Strive to understand how soybeans produce pods and track pod count per plant as a tool to build more yield.
We are into July, and soybeans are producing and filling pods. If you want to increase soybean yields on your farm, track what is happening to pod counts, and see if you can do something about increasing it.
So how many pods does a soybean plant produce? If every node on the main stem and on each branch produced multiple racemes with multiple flowers attached and all those pods survived, a soybean plant could potentially produce more than 1,000 pods. So how come we only count a few dozen pods at harvest?
In the earlier phase of my career, I traveled on the ProFarmer Crop Tour for 7 years. We did not do yield estimates for soybeans (however, ProFarmer made yield estimates based on pod count), but did count plants in 3 feet of row and the number of pods on three plants from within that row. The one thing I noted is soybean pod count averaged between 25 and 40 pods per plant. Sure, we counted as few as 10 and as many as 100 pods per plant, but it still averaged between 25 and 40. So, why are pod counts so low when they can potentially produce hundreds?
When I visited Kip Cullers’ yield plots during the years he hit 139 bushels in 2006 and 156 bushels in 2007 I counted pods and, sure enough, his average pod counts ranged between 100 and 200 pods per plant, quadruple that of the average grower—and his plot yields were quadruple that of the average U.S. yield. So why were his pod counts so high, but still not close to the potential?
I believe one tool to increase soybean productivity is to use pod count as a way to measure change. If you delay planting, you have fewer nodes and fewer pods, and this reduces yield. If you plant earlier, you have more nodes, flowers and pods and higher yield. Other management factors, soil conditions and stress elimination also improve pod count.
When it comes to yield there are four components to consider: plants, pods, seeds per pod and seed weight. These four components contribute to yield, but are indirect yield traits. Because they are compensatory and can change, they aren’t very controllable and aren’t useful as criteria for breeding for yield in soybeans. Instead, breeders rely on yield itself, which is a direct trait that is measurable. Of course, this doesn’t correlate well with pod number.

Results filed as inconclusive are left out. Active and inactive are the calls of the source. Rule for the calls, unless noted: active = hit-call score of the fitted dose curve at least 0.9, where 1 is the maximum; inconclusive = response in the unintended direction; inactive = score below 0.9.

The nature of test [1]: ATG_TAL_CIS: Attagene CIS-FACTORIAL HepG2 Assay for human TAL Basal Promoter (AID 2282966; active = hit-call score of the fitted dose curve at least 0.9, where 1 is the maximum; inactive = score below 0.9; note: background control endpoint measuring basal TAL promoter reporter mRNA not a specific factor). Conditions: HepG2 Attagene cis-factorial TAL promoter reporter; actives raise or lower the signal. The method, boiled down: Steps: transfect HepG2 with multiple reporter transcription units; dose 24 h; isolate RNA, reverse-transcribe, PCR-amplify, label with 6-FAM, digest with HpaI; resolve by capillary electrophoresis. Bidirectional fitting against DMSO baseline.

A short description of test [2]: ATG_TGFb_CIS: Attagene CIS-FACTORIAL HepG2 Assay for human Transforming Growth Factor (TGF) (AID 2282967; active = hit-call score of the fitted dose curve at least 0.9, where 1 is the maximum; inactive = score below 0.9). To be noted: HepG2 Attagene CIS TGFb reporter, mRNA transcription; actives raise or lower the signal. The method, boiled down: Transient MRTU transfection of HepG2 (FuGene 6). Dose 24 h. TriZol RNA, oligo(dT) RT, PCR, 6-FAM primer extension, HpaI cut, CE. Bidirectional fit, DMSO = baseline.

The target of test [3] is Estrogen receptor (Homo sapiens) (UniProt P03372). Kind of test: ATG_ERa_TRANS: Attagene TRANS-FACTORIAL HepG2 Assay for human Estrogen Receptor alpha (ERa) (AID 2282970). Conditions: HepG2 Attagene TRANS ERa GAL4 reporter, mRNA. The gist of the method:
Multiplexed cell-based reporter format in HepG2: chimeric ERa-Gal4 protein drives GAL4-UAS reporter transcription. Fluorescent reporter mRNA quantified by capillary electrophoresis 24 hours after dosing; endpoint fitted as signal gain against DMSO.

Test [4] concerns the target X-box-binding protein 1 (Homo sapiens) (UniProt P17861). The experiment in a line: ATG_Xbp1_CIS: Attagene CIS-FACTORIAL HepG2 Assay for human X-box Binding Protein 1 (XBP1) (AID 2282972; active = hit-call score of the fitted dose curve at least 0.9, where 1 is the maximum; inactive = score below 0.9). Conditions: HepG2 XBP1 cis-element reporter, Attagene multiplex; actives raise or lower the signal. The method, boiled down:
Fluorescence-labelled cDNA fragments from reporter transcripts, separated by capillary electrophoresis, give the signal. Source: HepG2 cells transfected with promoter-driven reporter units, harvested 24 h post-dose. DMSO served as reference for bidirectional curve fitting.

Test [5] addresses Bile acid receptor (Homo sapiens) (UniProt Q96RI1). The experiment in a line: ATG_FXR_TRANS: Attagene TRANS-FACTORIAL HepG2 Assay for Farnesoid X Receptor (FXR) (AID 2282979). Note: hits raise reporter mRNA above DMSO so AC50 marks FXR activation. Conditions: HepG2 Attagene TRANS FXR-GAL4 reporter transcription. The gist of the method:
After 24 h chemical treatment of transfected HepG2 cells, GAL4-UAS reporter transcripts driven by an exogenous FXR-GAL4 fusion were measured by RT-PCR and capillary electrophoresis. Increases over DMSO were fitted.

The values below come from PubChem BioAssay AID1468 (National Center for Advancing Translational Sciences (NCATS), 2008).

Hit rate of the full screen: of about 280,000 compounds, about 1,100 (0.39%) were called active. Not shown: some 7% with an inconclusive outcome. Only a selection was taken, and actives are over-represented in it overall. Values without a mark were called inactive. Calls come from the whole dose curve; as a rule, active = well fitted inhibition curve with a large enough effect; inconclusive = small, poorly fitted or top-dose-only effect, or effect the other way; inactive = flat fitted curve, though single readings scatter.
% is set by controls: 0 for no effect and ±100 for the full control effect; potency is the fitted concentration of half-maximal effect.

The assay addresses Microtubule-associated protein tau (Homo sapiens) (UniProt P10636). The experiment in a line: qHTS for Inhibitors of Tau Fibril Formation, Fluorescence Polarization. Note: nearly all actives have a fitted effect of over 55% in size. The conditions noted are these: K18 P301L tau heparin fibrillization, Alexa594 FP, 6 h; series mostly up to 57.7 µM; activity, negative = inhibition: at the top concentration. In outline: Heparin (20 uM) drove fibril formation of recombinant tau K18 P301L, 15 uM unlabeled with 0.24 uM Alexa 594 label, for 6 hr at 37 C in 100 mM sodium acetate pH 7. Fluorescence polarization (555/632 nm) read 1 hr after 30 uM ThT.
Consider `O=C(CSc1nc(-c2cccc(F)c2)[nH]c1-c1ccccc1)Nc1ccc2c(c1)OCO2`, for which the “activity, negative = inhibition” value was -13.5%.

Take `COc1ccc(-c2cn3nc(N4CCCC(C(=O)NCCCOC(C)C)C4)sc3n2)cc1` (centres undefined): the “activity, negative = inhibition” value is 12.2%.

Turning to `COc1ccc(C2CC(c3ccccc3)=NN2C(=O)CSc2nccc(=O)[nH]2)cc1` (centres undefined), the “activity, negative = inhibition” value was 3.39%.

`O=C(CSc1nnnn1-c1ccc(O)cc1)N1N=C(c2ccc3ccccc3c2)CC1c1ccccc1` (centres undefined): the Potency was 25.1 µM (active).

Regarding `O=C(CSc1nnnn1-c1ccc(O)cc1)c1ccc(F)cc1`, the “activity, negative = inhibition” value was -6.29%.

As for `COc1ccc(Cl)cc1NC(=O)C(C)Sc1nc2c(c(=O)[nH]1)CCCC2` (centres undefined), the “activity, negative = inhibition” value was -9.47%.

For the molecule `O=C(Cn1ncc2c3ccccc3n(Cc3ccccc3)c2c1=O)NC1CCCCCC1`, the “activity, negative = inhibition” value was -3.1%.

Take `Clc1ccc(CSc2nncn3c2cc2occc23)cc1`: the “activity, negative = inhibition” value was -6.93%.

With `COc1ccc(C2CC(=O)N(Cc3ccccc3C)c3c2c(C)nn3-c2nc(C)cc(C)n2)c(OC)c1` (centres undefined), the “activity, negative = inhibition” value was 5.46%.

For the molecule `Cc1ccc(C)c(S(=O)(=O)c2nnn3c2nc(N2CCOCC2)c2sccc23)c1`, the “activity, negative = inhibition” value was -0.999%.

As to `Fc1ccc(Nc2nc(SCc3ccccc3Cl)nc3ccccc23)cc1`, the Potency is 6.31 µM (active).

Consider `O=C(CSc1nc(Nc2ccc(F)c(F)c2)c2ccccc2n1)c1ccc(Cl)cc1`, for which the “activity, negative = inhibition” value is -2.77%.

Soybeans produce a lot of flowers, and about 50 to 70% of them abort. The key is turning more of these flowers into pods. Once a flower forms a pod and it reaches one-quarter to one-third of an inch in length, it will probably survive and fill with seeds. Environmental stress plays a big role in survival as does competition for resources like water, light and carbon dioxide. Minimizing stress and keeping the plant fully fed is the key to maximizing pod set and seeds per acre.
Cullers told me he plants his soybeans early, extends the season, has more vegetative growth, more branches and nodes, flowers and pods, and more and bigger seed, and he feeds that growth. Those were my exact observations when I visited his fields. He has a high population, plants flower early (before the summer solstice) and for a long time, producing a lot of pods. He keeps the plants healthy and green to feed those pods, and he harvests a lot more seeds at the end of the season.
Yield is the total package. Growers need to pay attention to how it’s built and start with a baseline by estimating the number of pods per plant and then tracking it as a measure of a potential increase in yield. While tracking pod counts doesn’t work for plant breeding, it does give growers a tracking tool was they adopt technology to add more bushels.
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Agronomist Daniel Davidson, Ph.D., posts blogs on agronomy-related topics. Feel free to contact him at email@example.com.